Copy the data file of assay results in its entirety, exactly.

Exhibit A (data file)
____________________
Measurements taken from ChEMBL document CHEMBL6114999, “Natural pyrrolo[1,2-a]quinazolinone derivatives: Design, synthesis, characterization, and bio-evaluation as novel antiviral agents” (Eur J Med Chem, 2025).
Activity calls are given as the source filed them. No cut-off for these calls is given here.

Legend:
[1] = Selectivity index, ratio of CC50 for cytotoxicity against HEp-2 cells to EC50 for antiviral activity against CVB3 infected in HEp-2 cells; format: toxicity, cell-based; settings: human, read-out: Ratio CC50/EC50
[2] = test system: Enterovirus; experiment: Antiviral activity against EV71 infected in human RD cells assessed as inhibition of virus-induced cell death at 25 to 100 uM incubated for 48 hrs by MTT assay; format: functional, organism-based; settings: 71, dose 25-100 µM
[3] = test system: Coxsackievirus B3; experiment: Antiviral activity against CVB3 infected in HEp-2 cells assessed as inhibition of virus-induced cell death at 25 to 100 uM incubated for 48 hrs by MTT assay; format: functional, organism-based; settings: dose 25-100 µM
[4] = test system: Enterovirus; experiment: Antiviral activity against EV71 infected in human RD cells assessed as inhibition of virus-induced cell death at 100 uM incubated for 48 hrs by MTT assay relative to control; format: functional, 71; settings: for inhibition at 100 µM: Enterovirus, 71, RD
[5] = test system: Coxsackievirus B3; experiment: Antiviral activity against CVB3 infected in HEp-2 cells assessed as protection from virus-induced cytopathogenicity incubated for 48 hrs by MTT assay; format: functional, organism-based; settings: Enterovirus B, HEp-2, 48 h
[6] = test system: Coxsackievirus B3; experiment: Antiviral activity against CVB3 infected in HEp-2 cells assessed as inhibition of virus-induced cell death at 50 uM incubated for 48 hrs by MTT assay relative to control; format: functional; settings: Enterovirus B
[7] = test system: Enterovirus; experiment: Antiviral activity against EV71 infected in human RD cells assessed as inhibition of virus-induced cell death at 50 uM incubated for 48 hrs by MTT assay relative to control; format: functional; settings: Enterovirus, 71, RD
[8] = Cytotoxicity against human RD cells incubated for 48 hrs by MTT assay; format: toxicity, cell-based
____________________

Measurements taken from ChEMBL document CHEMBL6114999, “Natural pyrrolo[1,2-a]quinazolinone derivatives: Design, synthesis, characterization, and bio-evaluation as novel antiviral agents” (Eur J Med Chem, 2025).
Activity calls are given as the source filed them. No cut-off for these calls is given here.

Legend:
[1] = Selectivity index, ratio of CC50 for cytotoxicity against HEp-2 cells to EC50 for antiviral activity against CVB3 infected in HEp-2 cells; format: toxicity, cell-based; settings: human, read-out: Ratio CC50/EC50
[2] = test system: Enterovirus; experiment: Antiviral activity against EV71 infected in human RD cells assessed as inhibition of virus-induced cell death at 25 to 100 uM incubated for 48 hrs by MTT assay; format: functional, organism-based; settings: 71, dose 25-100 µM
[3] = test system: Coxsackievirus B3; experiment: Antiviral activity against CVB3 infected in HEp-2 cells assessed as inhibition of virus-induced cell death at 25 to 100 uM incubated for 48 hrs by MTT assay; format: functional, organism-based; settings: dose 25-100 µM
[4] = test system: Enterovirus; experiment: Antiviral activity against EV71 infected in human RD cells assessed as inhibition of virus-induced cell death at 100 uM incubated for 48 hrs by MTT assay relative to control; format: functional, 71; settings: for inhibition at 100 µM: Enterovirus, 71, RD
[5] = test system: Coxsackievirus B3; experiment: Antiviral activity against CVB3 infected in HEp-2 cells assessed as protection from virus-induced cytopathogenicity incubated for 48 hrs by MTT assay; format: functional, organism-based; settings: Enterovirus B, HEp-2, 48 h
[6] = test system: Coxsackievirus B3; experiment: Antiviral activity against CVB3 infected in HEp-2 cells assessed as inhibition of virus-induced cell death at 50 uM incubated for 48 hrs by MTT assay relative to control; format: functional; settings: Enterovirus B
[7] = test system: Enterovirus; experiment: Antiviral activity against EV71 infected in human RD cells assessed as inhibition of virus-induced cell death at 50 uM incubated for 48 hrs by MTT assay relative to control; format: functional; settings: Enterovirus, 71, RD
[8] = Cytotoxicity against human RD cells incubated for 48 hrs by MTT assay; format: toxicity, cell-based